The extramural form of studies presupposes that students meet teachers only during the examination periods which take place 2–3 times a year and are 1–2 weeks long each. During these periods students have classroom studies and take tests and exams; besides, students get assignments which should be done in writing by the beginning of the next examination period. Thus, in the extramural form of studies the contact work with the teacher is minimal and the volume of unsupervised work is maximum.

The new law of education (to be further discussed below) includes new forms of organization of education: on-line learning and remote learning. Network learning presupposes that a student studies some subjects in one higher educational institution and other subjects in another and then gets a “combined” diploma of both institutions. In remote learning the students communicates with the teacher mostly by means of Internet and classes are conducted in the form of a video conference.

3.3 Statistics and Major Problems of Engineering Education in Russia

The Russian Federation has 274 engineering higher educational institutions, training 1,074,358 students. With account of comprehensive universities also admitting students for engineering training programs the total number of higher educational institutions where a student can obtain engineering education is 560. The total number of engineering students is about a million and a half. The distribution of engineering students by regions of RussiaFootnote 1 is shown on the map in Fig. 3.1. The numbers on the map are described in Table 3.1.

Fig. 3.1
figure 1

Geographical overview of Russian engineering education

Table 3.1 Statistics of Russian engineering education

The number of students per 10 thousand inhabitants of the population varies from 78 (East-Siberian region) to 295 (Northwest region) but in other regions the distribution is more uniform, and it varies between 150 and 200 students per 10,000 inhabitants.

The problems of Russian engineering education include:

  • Disproportionality between the distribution of higher educational institutions by regions of Russia and the territorial distribution of production facilities.

  • Low quality of admission (weak school knowledge of many prospective students).

  • Low level of Russian domestic academic mobility.

  • Seclusion from international educational networks.

3.4 Regulatory Documents

The system of state standardization of higher education program, acting from the mid-1990s, since the introduction of federal state standards (FSES 3), is relaxing strict regulation of the contents of education in the form of a specified set of subjects with a fixed amount of credits (state educational standards SES-1, SES-2), is now developing towards regulation of the structures of educational programs, conditions of implementation and results of learning (FSES 3, FSES 3+, in the long term FSES 4). For example SES-2 contained a cyclic structure:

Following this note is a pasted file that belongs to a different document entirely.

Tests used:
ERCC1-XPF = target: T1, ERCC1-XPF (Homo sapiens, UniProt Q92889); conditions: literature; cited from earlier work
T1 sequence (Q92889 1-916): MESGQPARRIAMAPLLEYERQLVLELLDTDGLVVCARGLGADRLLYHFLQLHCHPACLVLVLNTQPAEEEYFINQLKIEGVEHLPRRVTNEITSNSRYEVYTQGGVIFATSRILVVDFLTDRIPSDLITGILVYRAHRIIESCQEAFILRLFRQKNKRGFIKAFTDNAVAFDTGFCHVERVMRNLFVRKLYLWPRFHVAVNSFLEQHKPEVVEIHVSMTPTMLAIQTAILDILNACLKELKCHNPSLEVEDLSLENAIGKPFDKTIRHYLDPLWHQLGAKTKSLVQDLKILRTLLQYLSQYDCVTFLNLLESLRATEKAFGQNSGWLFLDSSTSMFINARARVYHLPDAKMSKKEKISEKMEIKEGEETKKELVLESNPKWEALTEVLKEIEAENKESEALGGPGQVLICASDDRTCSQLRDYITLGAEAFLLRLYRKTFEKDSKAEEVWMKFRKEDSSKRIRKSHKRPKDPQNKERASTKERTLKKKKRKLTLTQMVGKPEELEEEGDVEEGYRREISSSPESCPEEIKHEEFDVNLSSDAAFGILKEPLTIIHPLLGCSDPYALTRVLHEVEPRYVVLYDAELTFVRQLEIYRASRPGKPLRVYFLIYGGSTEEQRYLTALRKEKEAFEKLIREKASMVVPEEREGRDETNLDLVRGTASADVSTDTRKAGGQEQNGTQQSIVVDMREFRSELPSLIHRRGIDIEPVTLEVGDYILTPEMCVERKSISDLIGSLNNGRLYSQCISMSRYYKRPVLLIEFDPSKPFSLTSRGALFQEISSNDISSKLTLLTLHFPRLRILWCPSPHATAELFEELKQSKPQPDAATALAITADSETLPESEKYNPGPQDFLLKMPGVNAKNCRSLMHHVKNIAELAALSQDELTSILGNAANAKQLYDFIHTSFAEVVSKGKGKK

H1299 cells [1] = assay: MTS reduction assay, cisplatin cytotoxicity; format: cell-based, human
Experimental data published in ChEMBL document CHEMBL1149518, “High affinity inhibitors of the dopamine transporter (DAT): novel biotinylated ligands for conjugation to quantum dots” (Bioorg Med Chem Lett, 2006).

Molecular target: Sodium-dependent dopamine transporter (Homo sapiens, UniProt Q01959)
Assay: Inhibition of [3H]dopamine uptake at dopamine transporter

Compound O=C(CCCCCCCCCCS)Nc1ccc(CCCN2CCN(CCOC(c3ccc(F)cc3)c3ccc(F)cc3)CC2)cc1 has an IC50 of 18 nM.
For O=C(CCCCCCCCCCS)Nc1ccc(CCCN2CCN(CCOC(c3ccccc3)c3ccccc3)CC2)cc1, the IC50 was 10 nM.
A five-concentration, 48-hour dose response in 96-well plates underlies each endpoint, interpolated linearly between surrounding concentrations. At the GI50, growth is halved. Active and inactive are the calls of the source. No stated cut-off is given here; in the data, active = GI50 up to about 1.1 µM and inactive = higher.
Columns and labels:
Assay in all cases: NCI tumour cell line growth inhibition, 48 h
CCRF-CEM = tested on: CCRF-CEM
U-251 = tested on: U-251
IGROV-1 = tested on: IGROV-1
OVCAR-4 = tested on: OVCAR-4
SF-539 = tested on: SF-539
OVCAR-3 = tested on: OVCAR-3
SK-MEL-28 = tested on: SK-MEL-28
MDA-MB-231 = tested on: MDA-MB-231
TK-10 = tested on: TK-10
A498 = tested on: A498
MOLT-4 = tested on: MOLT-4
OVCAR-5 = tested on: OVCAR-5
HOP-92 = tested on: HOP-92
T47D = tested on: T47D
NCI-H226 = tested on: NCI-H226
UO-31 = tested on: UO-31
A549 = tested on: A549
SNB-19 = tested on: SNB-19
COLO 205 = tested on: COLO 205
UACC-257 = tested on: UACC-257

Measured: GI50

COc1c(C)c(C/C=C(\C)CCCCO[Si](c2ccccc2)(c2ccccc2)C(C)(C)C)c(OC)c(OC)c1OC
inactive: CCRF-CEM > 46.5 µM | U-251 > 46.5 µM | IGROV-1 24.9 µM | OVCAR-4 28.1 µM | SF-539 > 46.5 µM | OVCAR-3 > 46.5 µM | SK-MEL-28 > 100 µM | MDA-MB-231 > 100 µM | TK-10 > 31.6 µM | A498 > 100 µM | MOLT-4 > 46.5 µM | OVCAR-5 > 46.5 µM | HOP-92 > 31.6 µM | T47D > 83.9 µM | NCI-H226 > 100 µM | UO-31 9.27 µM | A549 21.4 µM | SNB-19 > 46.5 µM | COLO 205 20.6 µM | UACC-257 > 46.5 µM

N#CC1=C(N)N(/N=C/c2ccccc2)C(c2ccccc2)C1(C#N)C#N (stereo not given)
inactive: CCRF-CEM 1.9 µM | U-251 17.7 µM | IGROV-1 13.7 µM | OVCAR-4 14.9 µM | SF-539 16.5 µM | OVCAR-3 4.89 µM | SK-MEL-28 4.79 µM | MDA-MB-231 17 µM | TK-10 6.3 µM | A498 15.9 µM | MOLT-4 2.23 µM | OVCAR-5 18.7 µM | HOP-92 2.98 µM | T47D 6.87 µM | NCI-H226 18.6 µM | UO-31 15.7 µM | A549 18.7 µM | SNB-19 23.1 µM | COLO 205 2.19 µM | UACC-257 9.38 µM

• GSE cycle—general humanities and social-economic subjects;

  • EN cycle—general mathematical and science subjects;

  • OPD—general professional subjects;

  • DS—specialization subjects;

  • FTD—optional subjects.

The central place in SES-2 is taken by section 4 “Requirements to the compulsory minimal contents of the basic educational training program”. This section includes a list of compulsory subjects for every cycle, their credit values in academic hours and a mandatory set of didactic units.

Convergence of the national systems of education within the frames of the European Union is an important landmark in the global development of the higher school in the twenty-first century. The official date of the beginning of the convergence and harmonization process in higher education of European countries with a view to creation of harmonized higher education is considered to be June 19, 1998 when the Bologna Declaration was signed. Russia joined the Bologna process in 2003. As a result of this joining the educational process in most European countries is currently in the process of reforming. Higher educational institutions have set the task of not to unify but to harmonize their educational programs with others. In this connection, the state educational standards are undergoing rethinking and considerable changes.

With the introduction of the federal state standards of the third generation (FSES 3, 2011) Russian higher educational institutions gain greater independence in the formation of the major educational programs, choice of the learning contents, forms and methods, which enables them to compete on the market of educational services, and to respond to the demands of the labor market.